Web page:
Paricutin meaning “to cross” in the language of Purépecha.
My guide told me that there used to be a town with a bridge crossing a river where today is the volcano. The bridge and the town were called Paricutin and therefore the volcano shares the same name. Paricutin is the youngest volcano (1943) in the world and, according to CNN, one of the seven natural wonders.
10 am: I am on my way to Angahuan
I am sitting on a bus, heading for the volcano. The sky is clear and the landscape is remarkably forested. I feel like being in Endor, a planet of the Star Wars universe, but the bus driver plays Mexican folk music to remind me where I am.
I am very curious about how this day is going to evolve. Last night, when it was raining, I was worried. Paricutin is a two-hour horse ride away from Angahuan. My worst fear is that I will not see the volcano and that a sudden rainfall will drench me.
2 pm: I did it!
I am sitting at the edge of the crater and I feel relieved. Clouds surround me and I can hear nearby thunder. From up here I can see lava fields and the surrounding countryside. The landscape seems untouched by modern civilization and everything is darkly lit by a stormy sky. The beauty of the landscape amazes me, all the shades of green and blue are united here to create this incredible view. My guide is very excited about the fumaroles, which are visible today. They create vapor by reacting with the humidity of the air and hot steams blow around the edge of the crater. I have to stop writing now and go to the other side. Apparently, there is a sandy slope waiting for us to slide down…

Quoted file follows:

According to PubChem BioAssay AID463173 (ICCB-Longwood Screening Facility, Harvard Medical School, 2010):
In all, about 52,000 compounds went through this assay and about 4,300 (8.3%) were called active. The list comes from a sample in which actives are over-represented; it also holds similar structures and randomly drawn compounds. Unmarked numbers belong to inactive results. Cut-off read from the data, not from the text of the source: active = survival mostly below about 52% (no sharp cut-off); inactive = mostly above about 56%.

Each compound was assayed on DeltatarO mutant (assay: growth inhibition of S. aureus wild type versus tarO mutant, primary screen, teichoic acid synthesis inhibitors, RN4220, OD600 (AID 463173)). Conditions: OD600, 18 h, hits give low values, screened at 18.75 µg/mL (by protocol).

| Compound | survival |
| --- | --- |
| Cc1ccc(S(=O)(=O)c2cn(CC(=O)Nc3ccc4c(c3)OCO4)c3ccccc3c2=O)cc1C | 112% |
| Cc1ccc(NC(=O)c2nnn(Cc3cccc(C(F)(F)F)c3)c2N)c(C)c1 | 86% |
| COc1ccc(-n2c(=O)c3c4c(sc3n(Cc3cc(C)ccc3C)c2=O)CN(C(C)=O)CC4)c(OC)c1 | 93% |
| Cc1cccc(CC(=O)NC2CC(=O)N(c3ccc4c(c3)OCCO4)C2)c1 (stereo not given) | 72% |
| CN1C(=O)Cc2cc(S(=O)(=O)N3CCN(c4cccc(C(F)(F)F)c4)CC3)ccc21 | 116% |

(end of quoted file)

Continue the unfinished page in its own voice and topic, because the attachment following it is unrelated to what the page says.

We are reunited with our horses. Going up took one hour, going around another and the way down only took 5 minutes. I have just been sliding down a steep, sandy volcanic slope and my blood is full of adrenalin. I feel like waking up from a dream… the magic slowly fading away.
Last stop. I am sitting on a lava rock, looking at the ruins of an old church. The church towers are the only things left from the village of San Juan Parangaricutiro, which used to be here before the eruption. In the distance, the thunder has started again, while I am marveling at the panorama. I can see the church, the lava field and Paricutin in the background. I am grateful for this day and the experience I just had. Yesterday I felt low and I was questioning myself. Now, not even 24 hours later, I am totally amazed by the beauty of our world and the divine creation. How fortunate were we not to have been in the middle of a thunderstorm? Maybe we had a little guidance from above? All I know is that this is the perfect time and place to thank the Lord for being alive and for this marvelous experience.
To get to Uruapan I took a bus from Guadalajara. There I stayed at the “Casa Chikita”, which I highly recommend. To get to Paricutin, I took an early morning bus to Angahuan. At the bus stop, there are guides waiting for customers and they will happily arrange everything you need.